An 80-year-old Iraqi Christian woman who remained in her village after most inhabitants fled an Islamic State onslaught recounted the moment the jihadists threatened to kill her for her faith.
The woman, identified by her first name only, Victoria, said that she only realized the Islamic State group had taken over her town of Caramles when she went to church one morning as she does every day, but found it locked.
“Prayer sustained us,” Victoria said of the first four days after the Islamic State takeover when she and one of the other dozen Christians who stayed behind locked themselves in their home.
Iraqi Christians, who fled the violence in the city of Mosul, decorate a cross with lights in commemoration of the Elevation of the Holy Cross festival on September 14, 2014, in Irbil, the capital of the Kurdish autonomous region in northern Iraq. The annual Christian feast marks the recovery of the Cross on which Jesus Christ is believed to have been crucified by the Byzantine Emperor Heraclius in 627 AD after defeating the Sassanid Persians. (Photo: Safin Hamed/AFP/Getty Images)
When supplies ran low, the two neighbors, both elderly Christian women, went out in search of food.
“Inevitably they ran into IS [Islamic State] forces. Explaining their situation, they asked for help and to their surprise IS gave them water even after they refused a request to abandon their faith,” the Catholic Herald reported.
A short time later, the militants went searching for them in their homes and gathered them at St. Barbara’s shrine.
“You must convert,” Victoria recalled the men telling the dozen Christians left in town. “Our faith can promise you Paradise.”
Victoria and her neighbor Gazella said they would not convert.
“We believe that if we show love and kindness, forgiveness and mercy we can bring about the kingdom of God on earth as well as in heaven. Paradise is about love. If you want to kill us for our faith then we are prepared to die here and now,” Victoria replied to the militants, as she later told the Catholic Herald.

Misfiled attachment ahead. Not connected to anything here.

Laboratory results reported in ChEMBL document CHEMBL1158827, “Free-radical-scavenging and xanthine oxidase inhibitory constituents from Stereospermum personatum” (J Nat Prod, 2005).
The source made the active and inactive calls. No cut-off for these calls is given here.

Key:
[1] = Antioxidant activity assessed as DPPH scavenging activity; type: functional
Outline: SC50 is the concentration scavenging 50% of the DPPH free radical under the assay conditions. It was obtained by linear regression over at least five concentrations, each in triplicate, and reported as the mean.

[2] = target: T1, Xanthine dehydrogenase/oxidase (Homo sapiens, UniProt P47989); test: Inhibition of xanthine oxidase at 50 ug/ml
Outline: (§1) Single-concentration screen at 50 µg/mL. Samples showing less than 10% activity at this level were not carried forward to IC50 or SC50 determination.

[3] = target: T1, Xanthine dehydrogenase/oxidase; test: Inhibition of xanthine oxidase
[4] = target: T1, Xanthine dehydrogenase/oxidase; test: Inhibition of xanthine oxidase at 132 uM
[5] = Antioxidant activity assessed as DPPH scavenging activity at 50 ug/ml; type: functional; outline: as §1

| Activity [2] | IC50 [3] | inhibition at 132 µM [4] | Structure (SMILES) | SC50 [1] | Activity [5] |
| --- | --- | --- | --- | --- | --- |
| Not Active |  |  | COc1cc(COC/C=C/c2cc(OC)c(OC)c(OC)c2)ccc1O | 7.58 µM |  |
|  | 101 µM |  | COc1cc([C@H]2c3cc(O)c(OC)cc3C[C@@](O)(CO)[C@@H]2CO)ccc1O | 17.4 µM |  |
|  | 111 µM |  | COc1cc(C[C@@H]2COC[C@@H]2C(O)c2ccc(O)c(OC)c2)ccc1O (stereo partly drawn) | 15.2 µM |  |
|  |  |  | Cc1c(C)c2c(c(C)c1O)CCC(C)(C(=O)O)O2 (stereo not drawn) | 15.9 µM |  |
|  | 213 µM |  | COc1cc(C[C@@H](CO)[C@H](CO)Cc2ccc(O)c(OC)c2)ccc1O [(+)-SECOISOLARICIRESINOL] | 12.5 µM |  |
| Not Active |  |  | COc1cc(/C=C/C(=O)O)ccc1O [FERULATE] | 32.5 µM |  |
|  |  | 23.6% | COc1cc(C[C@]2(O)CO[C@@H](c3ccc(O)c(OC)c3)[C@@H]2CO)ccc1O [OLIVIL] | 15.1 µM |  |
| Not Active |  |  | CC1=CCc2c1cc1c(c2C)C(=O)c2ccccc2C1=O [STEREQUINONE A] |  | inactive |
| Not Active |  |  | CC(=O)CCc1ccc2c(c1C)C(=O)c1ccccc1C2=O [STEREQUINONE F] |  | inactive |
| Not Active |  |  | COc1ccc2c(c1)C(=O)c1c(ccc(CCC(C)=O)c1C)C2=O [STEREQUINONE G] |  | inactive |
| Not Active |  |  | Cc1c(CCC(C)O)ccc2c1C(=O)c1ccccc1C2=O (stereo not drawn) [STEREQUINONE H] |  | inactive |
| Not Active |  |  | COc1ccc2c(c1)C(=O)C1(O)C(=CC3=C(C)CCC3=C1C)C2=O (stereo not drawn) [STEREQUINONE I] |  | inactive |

Miraculously, the jihadists let the group – which included other elderly and ailing Christians - free.
They are now sleeping on mattresses in temporary housing arranged by a church near the city of Irbil, the capital of the Kurdish region of northern Iraq.
The Vatican on Saturday demanded that Christians as well as other religious minorities who have fled the rampage of Islamic State militants in Syria and Iraq must have the right to eventually return to their homes.
The Associated Press reported that Pope Francis summoned Vatican ambassadors in the Middle East for meetings on the issue.
The envoys agreed that military force was justified against Islamic State militants and that Muslim and Christian leaders should denounce the "instrumentalization of religion to justify violence," the AP reported.
"One cannot resign oneself to conceiving the Middle East without Christians," the Vatican ambassadors said in a statement, noting the 2,000-year history of Christians inhabiting the area.